Thailand - COI

Click here to see the host countries of refugees originating from Thailand.

Dr Ian Baird

Email: ibairdatwisc [dot] edu 
Work phone: 1-608-265-0012

Dr Ian G. Baird is a Canadian, now Assistant Professor, Geography, University of Wisconsin-Madison. He has extensive experience working, living and conducting research in Laos and Thailand. He lived in both countries full-time between the mid-1980s and the mid-2000s. He speaks, reads and writes Lao and Thai fluently. He continues to travel to both countries regularly to conduct research. He also has extensive experience working with Lao and Hmong refugees from Laos living in the USA, Canada and France.

Marianna Brungs

Email: mbrungsatcantab [dot] net

Marianna Brungs is an Associate Fellow with the Chatham House Asia Programme, with a focus on political dynamics in Southeast Asia. She was previously with Crisis Action, during which she led the development and implementation of advocacy, campaign and media strategies on conflict situations including Thailand, Burma and Sri Lanka. Prior to this, Marianna was a diplomat with the Australian Department of Foreign Affairs and Trade and during her three-year posting to Thailand focused on political issues including Burmese and Lao Hmong refugees, Thai-Burmese relations, the conflict in southern Thailand and counter terrorism. She previously worked in a commercial law firm and with various NGOs and community organisations in Australia.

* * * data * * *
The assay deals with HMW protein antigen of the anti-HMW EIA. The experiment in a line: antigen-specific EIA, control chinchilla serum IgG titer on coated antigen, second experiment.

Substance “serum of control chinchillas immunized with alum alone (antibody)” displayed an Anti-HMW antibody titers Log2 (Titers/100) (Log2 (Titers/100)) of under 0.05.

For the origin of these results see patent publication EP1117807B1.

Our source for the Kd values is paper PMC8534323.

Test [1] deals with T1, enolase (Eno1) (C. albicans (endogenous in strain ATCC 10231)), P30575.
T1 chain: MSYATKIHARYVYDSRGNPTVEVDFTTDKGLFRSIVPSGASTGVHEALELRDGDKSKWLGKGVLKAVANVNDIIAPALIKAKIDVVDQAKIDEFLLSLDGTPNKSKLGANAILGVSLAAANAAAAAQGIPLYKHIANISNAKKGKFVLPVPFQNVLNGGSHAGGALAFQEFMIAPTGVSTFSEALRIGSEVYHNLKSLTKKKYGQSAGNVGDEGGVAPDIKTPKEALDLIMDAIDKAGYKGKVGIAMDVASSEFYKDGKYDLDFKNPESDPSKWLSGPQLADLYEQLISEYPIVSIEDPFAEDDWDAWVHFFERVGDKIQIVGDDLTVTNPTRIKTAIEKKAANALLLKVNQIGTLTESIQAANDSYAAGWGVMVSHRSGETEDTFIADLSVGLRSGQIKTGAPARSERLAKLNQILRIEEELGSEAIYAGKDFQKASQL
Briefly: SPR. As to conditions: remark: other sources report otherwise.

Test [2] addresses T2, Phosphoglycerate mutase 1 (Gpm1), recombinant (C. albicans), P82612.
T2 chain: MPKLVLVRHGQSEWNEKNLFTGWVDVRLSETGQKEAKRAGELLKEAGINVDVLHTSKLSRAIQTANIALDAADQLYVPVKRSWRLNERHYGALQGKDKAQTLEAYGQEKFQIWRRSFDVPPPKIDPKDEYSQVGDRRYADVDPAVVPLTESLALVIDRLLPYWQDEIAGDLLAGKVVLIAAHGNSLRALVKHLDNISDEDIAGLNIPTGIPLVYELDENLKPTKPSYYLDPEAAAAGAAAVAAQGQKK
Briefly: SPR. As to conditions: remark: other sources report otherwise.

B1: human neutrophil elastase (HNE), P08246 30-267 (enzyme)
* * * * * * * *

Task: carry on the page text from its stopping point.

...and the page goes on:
Amy A. Smith

Email: amy [dot] smithatfortifyrights [dot] org

Amy Smith is an executive director of Fortify Rights. Previously, Amy worked as a consultant focusing on regional migration and refugee protection issues with the Labor Migration and Trafficking Unit of the International Organization of Migration (IOM) and the United Nations High Commissioner for Refugees (UNHCR) Regional Office for Southeast Asia. Amy served as the Myanmar and Thailand researcher for the International Secretariat of Amnesty International and worked with the International Rescue Committee (IRC) in Malaysia and Thailand, facilitating research and programming with urban and camp-based refugees from Myanmar. Amy authored numerous reports and publications on human rights and humanitarian issues, including for Human Rights Watch, and has experience providing legal representation and expert testimony for asylum seekers in the U.S. Amy is a licensed U.S. attorney with a J.D. from Northeastern University School of Law and a B.S. from Northeastern University.